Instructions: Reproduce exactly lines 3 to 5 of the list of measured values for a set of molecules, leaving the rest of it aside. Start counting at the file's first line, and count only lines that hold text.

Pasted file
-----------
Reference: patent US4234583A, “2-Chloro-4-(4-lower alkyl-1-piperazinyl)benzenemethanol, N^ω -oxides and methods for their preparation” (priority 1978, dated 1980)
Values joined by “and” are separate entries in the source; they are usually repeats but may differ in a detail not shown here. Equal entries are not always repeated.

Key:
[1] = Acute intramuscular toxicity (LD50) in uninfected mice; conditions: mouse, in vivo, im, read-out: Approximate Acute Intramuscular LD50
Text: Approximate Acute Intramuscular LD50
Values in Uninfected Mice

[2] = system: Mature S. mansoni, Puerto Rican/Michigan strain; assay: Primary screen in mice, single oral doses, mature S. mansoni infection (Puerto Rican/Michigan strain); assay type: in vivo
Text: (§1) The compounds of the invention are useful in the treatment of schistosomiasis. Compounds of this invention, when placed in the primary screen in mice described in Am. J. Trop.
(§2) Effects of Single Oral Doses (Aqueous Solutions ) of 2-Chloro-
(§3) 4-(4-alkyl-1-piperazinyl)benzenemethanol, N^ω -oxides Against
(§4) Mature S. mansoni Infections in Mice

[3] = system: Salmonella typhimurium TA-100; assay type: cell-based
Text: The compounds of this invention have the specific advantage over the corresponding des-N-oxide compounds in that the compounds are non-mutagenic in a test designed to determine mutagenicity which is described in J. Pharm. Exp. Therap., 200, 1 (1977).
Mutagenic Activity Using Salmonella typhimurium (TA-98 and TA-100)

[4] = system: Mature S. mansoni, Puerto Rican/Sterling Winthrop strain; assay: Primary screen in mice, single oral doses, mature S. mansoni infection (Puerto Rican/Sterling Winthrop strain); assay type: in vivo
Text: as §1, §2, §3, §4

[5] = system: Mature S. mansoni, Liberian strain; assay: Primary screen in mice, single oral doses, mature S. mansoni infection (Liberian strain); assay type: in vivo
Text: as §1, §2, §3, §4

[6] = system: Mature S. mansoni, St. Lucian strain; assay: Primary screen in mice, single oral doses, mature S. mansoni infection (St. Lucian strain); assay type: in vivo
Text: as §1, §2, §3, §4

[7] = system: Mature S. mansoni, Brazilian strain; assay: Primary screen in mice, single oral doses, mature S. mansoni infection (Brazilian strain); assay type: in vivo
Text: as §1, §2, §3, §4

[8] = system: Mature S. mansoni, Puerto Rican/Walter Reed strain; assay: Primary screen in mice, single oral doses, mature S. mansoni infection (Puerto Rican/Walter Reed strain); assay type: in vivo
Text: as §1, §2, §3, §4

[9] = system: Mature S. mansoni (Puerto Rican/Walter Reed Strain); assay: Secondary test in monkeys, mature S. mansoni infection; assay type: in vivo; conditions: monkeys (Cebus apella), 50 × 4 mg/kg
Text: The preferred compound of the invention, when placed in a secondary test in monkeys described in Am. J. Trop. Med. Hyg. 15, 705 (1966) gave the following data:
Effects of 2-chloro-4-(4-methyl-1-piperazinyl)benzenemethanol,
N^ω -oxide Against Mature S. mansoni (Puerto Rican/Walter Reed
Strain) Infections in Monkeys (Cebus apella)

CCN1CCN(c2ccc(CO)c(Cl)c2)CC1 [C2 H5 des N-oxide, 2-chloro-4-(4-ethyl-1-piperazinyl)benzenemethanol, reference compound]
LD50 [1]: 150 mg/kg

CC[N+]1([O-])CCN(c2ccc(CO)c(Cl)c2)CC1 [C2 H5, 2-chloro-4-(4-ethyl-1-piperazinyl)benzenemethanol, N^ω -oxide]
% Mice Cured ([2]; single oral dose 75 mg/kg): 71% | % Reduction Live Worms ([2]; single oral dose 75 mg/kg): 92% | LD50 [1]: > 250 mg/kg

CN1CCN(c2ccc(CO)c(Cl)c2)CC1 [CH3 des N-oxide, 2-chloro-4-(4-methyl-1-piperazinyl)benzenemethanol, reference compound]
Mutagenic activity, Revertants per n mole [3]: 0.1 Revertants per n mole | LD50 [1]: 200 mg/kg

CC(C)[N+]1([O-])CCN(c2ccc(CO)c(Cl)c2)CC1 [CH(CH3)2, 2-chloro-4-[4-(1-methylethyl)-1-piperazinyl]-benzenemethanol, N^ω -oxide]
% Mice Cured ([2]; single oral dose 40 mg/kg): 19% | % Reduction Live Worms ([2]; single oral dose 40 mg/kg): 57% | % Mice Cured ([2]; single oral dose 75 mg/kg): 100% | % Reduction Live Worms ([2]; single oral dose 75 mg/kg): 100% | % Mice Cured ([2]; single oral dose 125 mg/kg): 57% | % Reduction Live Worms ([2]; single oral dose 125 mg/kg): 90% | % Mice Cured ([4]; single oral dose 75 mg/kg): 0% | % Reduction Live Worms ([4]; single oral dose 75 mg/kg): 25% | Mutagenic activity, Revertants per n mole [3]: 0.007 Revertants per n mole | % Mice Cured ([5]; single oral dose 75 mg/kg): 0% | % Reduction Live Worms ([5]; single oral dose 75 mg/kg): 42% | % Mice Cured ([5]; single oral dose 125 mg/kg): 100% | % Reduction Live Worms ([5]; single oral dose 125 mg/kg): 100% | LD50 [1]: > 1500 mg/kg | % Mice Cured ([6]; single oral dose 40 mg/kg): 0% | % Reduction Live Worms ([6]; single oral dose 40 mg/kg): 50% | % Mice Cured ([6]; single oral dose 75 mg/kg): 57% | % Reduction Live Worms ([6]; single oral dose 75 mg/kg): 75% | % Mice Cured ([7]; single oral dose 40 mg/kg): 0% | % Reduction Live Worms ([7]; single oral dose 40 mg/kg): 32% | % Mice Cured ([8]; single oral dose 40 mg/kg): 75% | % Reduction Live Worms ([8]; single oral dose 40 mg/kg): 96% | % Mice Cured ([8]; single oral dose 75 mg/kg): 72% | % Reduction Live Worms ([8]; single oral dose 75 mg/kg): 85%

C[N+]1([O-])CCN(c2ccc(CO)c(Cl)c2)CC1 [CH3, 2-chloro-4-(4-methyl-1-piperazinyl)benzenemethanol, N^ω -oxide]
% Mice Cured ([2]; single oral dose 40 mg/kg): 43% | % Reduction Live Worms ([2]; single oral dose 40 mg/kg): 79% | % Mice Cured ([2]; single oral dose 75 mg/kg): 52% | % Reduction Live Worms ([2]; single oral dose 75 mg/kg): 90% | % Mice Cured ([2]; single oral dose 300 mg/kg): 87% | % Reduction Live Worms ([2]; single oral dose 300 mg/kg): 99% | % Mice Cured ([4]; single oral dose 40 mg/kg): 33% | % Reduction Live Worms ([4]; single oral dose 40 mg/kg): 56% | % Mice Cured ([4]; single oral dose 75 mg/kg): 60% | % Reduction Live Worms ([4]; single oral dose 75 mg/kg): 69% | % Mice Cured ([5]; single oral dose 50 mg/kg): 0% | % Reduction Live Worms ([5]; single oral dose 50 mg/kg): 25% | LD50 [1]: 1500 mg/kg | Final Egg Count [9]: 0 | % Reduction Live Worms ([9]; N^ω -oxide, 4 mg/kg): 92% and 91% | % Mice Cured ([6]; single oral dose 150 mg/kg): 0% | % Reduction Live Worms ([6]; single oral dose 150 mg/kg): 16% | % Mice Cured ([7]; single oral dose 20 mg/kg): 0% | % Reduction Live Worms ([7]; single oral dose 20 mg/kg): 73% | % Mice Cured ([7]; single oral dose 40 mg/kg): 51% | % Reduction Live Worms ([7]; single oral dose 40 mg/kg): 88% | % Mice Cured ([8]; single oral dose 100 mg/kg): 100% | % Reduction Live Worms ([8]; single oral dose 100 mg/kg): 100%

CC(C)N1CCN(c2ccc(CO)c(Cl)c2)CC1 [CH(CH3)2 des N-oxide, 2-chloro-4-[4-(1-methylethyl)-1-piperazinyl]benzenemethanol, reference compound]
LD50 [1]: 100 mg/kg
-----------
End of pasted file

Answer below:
Key:
[1] = Acute intramuscular toxicity (LD50) in uninfected mice; conditions: mouse, in vivo, im, read-out: Approximate Acute Intramuscular LD50
Text: Approximate Acute Intramuscular LD50